Get Info Griffith Park, (323) 913-4688. At Sunset Ranch Hollywood (323-469-5450; ), rides cost $50 and up (not including dinner).
Santa Monica Mountains
Take the kids or just take it easy
on this low-effort, big-view hike.
Some lucky hikers stumble upon Sandstone Peak by the cardinal rule of L.A. hiking--if the parking lot is full, keep driving--and then credit serendipity for their discovery of one of the area's best moderate dayhikes. With only a few steep climbs, this 6-mile loop has landmarks that make it fun for kids: a giant boulder split in two; another house-sized boulder balanced on a small rock; and a picnic-perfect streamside oak grove. Start hiking on the Mishe Mokwa Trail, then pick up the Backbone Trail about 3 miles out; take the short spur to the top of 3,111-foot Sandstone Peak. The highest point in the Santa Monica Mountains, the peak is actually composed of volcanic rock. But you won't mind the misnomer when you're enjoying its wraparound panorama of Ventura County, the Channel Islands, and hills sloping all the way to the Pacific.
From Malibu, take CA 1 to Yerba Buena Road and travel 6.3 miles east to the trailhead.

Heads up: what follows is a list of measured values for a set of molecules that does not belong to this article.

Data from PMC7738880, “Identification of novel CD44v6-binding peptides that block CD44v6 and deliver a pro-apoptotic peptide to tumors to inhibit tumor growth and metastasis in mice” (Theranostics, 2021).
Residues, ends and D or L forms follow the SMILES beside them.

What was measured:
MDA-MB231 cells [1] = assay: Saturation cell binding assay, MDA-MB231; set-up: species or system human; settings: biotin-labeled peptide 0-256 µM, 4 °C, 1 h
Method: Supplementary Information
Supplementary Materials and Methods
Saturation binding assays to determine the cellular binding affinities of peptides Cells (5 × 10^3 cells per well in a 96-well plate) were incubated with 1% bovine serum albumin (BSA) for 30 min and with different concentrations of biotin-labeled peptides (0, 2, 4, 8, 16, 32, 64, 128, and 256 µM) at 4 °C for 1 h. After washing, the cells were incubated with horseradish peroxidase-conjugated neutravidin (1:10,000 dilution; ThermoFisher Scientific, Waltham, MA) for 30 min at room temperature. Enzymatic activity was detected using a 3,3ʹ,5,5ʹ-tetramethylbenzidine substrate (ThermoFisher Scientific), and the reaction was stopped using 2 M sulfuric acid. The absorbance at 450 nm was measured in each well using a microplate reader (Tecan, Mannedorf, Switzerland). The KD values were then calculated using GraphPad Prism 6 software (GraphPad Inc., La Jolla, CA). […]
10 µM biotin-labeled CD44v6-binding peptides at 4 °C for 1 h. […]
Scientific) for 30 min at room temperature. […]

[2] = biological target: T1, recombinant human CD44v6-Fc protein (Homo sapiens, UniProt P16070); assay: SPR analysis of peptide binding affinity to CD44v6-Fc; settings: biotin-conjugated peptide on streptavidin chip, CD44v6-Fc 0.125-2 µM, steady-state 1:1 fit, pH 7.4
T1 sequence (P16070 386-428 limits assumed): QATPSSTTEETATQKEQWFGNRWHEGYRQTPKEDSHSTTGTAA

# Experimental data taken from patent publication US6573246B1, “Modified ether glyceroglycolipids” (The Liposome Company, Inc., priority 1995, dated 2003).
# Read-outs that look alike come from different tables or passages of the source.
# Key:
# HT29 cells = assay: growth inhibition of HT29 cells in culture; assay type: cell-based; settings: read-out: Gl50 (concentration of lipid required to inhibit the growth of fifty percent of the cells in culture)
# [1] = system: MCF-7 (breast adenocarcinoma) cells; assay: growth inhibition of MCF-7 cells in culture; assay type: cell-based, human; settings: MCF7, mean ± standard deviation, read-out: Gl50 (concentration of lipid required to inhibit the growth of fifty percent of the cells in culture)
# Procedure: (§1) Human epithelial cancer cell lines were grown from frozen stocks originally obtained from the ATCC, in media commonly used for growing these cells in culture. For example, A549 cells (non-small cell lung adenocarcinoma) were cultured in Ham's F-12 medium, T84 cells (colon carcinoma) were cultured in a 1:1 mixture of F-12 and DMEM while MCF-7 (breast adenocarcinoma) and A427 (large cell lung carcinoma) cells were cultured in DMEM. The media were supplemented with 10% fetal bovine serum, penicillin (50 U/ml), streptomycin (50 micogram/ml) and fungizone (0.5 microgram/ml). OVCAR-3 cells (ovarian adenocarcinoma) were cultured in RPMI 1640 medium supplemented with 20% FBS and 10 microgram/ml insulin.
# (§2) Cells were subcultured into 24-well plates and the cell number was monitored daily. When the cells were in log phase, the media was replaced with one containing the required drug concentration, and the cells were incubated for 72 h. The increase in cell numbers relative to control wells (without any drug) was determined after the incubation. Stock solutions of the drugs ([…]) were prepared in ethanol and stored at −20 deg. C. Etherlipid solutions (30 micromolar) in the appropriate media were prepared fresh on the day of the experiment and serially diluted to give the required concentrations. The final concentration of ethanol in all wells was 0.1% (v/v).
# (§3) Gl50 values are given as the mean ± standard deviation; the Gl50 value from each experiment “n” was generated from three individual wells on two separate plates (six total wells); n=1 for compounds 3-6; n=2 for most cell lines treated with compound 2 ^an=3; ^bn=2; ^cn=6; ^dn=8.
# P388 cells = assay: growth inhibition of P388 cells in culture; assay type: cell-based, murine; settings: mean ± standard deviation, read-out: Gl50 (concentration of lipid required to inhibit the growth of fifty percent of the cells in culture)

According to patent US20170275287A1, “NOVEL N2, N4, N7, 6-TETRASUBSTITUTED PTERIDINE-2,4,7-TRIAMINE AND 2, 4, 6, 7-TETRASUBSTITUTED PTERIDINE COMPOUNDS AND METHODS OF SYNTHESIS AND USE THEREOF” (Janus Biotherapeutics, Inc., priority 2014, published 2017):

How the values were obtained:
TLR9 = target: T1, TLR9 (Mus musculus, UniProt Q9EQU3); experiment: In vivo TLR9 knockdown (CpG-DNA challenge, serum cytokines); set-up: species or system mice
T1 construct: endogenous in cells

San Gabriel Mountains Summit popular Mt. Baldy the old-fashioned way--earn it.
Climbing this SoCal classic from the backside is for peakbaggers who'd rather haul butt than use the Baldy ski lift to summit the highest peak in the San Gabriel Mountains. Steep, strenuous, and relentlessly uphill, the Old Mt. Baldy Trail was largely abandoned upon completion of the more moderate Devil's Backbone Trail in 1936. Though little used, the Old Mt. Baldy route (also called the Bear Flats Trail) remains well marked and still claims the largest elevation gain (6,000 feet) of any hike in the range. The trail follows the peak's southern ridge, passing through chaparral and pine forest to timberline, before topping out at 10,064 feet. On the way down, backtrack on the Old Mt. Baldy Trail for a quarter-mile or so, keeping an eye out for the Ski Hut Trail turnoff on the left. About 2.5 miles from the top, you'll arrive at a Sierra Club ski hut (open most weekends year-round); you can camp nearby and refill at the spring. In the morning, descend via the Ski Hut Trail, which while steep for stretches is more forgiving and well-trod than your Old Mt. Baldy ascent.
Get There This end-to-end hike requires a car shuttle. The Old Mount Baldy trailhead is at the end of Bear Canyon Rd. The Ski Hut trailhead is at the end of the Baldy fire road; park a half-mile below the ski area.
Get Info Angeles National Forest, (626) 574-1613; www.fs.fed.us/r5/angeles